Articles on Emotions

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Tabatha Bundesen’s pet Tardar Sauce became an Internet sensation known as “Grumpy Cat” for a resting facial appearance that resembles a look of dissatisfaction. Now, scientists are starting to be able to read animal emotions from their expressions. (AP Photo/Richard Vogel)

Animal emotions stare us in the face — are our pets happy?

Scientists are beginning to link animal facial expressions to emotions, making it possible for us to understand how they feel.
Swimming in synchrony is a fundamental social behaviour for dolphins and is thought to reinforce their bonds. Parc Astérix

Synchronised swimming makes dolphins more optimistic

A new study of captive dolphins has found that those engaging in synchronised swimming make more optimistic judgements about an unknown event.
Stressed woman at computer. Via Shutterstock. From www.shuttterstock.com

Stressed by election results? Try neuroscience

This election season has brought more anger and name-calling than any in recent history, and it has affected many of us. Here are some ways you can ward off some of the stress associated with it.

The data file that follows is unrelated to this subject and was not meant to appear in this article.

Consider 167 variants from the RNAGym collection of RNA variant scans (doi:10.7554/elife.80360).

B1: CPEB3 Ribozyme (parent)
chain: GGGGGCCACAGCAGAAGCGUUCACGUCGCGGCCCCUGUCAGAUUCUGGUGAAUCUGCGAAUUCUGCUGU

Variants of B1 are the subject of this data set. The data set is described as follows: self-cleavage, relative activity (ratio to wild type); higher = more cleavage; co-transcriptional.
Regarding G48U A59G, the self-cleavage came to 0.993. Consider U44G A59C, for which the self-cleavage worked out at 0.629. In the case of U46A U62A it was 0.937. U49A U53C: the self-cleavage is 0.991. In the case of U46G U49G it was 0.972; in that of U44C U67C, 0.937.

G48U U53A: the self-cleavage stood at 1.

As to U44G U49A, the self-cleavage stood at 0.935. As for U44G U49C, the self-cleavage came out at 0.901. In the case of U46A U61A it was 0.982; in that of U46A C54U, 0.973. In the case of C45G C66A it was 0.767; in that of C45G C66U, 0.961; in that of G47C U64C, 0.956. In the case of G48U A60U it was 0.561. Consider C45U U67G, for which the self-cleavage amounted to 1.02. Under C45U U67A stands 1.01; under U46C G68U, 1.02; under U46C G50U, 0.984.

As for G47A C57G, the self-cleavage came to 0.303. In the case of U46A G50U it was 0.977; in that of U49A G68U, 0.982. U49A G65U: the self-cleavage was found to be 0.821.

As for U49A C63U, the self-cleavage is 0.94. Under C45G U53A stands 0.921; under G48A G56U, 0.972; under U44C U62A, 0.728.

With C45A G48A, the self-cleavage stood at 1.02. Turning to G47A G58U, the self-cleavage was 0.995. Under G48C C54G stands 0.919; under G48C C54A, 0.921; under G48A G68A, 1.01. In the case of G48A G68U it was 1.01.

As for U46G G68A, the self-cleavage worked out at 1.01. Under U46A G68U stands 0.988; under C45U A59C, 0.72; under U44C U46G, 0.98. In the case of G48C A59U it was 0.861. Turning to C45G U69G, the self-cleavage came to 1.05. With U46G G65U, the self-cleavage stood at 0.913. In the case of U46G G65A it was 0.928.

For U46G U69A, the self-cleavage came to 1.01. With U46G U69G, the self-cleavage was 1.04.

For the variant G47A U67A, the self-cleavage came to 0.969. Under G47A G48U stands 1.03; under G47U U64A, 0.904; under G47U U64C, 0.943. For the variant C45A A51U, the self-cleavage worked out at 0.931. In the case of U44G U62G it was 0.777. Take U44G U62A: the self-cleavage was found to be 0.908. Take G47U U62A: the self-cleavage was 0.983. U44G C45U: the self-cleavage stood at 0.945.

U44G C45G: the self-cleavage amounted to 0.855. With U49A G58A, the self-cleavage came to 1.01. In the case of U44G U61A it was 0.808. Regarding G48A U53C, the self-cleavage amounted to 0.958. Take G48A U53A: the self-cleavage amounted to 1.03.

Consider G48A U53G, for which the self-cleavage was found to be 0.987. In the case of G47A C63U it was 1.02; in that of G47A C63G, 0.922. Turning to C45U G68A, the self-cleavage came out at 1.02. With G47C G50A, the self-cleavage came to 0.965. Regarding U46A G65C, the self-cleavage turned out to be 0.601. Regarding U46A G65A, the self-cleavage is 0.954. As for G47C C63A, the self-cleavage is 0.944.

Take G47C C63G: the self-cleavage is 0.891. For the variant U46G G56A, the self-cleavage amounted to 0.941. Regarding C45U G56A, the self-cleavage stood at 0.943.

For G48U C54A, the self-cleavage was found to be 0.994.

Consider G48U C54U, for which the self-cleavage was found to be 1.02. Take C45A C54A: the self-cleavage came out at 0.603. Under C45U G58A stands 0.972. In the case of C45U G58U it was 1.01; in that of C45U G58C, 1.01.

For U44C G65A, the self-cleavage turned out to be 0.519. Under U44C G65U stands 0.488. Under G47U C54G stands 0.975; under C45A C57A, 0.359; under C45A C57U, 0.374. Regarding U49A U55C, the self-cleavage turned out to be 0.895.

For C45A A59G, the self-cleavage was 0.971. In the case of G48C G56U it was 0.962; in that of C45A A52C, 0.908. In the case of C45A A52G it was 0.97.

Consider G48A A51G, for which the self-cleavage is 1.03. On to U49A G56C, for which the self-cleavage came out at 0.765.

Attempts to explain opera’s affective power have a long history. Photo: Keith Saunders. (L-R) Voyage to the Moon's Phoebe Briggs, Jeremy Kleeman, Emma Matthews, Sally-Anne Russell.

Voyage to the moon, opera and the voyage of human emotion

It seems obvious to say that opera "moves" people. But the question of "how" it moves people is far less straightforward. Cue a new research project pegged to Voyage to the Moon.
Researchers are divided about the nature of love, and whether it is universal or changeable. Shutterstock

What is this thing called love?

Researchers have tried for many years to understand the nature of romantic love. But it remains a mystery.

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